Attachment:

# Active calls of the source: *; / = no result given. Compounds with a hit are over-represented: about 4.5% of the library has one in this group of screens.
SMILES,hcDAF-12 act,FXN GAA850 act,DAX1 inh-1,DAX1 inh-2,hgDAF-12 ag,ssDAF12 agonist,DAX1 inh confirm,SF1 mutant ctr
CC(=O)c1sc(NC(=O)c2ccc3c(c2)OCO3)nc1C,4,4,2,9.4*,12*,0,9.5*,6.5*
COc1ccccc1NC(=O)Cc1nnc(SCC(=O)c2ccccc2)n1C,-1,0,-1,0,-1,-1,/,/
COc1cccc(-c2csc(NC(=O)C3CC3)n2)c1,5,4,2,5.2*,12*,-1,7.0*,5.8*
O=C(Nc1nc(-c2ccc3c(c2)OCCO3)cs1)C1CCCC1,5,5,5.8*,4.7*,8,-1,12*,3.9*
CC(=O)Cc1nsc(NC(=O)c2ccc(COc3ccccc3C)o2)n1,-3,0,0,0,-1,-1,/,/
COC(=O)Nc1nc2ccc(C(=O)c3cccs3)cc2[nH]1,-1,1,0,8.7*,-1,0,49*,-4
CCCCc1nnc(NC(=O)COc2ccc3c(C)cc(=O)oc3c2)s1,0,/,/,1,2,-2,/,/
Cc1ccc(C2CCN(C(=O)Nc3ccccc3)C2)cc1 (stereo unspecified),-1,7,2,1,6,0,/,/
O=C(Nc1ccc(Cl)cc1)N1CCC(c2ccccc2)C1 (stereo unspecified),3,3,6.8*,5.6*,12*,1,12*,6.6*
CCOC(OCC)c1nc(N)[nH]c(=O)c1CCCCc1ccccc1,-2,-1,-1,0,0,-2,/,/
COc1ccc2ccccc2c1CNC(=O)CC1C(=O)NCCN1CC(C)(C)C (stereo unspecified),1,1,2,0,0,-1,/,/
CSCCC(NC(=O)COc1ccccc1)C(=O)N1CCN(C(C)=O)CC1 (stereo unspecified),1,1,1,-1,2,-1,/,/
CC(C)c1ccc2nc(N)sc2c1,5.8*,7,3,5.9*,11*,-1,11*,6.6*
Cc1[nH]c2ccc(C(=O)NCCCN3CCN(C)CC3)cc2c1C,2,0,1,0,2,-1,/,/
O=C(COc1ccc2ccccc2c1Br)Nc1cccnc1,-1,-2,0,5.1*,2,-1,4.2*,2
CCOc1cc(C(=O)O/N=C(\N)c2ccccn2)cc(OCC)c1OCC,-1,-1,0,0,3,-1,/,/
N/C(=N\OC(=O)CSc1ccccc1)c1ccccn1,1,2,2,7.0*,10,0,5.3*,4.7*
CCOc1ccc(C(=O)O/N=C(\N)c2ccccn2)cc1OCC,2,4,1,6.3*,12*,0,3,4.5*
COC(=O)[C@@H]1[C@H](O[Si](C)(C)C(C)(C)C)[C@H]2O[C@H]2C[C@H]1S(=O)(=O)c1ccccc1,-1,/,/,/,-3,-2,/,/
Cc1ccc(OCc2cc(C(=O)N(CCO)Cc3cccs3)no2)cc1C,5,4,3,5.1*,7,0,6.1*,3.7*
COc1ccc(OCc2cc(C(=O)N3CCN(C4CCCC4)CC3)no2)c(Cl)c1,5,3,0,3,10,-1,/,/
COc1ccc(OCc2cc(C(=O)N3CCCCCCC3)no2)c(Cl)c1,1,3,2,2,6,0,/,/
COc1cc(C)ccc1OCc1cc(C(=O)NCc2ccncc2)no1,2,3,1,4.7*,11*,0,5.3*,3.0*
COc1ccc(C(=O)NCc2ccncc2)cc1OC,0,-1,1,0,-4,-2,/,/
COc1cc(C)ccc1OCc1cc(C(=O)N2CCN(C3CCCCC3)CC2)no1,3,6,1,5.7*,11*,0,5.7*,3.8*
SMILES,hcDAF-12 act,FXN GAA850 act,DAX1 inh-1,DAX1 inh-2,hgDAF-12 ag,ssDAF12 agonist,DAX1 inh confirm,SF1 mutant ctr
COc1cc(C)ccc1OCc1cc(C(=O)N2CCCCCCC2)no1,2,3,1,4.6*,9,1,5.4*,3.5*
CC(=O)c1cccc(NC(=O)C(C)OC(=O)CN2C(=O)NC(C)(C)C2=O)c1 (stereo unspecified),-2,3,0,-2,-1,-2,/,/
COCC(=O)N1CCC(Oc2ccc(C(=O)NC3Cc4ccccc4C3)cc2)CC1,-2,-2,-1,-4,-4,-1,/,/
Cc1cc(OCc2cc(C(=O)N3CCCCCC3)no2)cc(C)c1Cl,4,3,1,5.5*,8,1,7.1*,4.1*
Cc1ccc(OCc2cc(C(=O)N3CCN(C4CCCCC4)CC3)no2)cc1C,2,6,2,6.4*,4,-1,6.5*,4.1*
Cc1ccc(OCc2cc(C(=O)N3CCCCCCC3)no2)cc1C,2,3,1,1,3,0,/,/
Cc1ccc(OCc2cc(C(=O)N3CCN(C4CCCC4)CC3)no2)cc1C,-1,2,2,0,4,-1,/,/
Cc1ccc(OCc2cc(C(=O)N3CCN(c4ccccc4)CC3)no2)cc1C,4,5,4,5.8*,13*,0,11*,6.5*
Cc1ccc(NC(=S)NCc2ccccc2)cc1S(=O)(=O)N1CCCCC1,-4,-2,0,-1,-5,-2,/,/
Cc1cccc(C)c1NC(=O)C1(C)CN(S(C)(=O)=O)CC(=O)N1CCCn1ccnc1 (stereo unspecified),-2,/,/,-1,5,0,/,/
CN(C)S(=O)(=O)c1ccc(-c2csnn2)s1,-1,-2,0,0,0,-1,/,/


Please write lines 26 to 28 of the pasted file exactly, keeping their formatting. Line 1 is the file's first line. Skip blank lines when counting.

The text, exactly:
COc1ccc(C(=O)NCc2ccncc2)cc1OC,0,-1,1,0,-4,-2,/,/
COc1cc(C)ccc1OCc1cc(C(=O)N2CCN(C3CCCCC3)CC2)no1,3,6,1,5.7*,11*,0,5.7*,3.8*
SMILES,hcDAF-12 act,FXN GAA850 act,DAX1 inh-1,DAX1 inh-2,hgDAF-12 ag,ssDAF12 agonist,DAX1 inh confirm,SF1 mutant ctr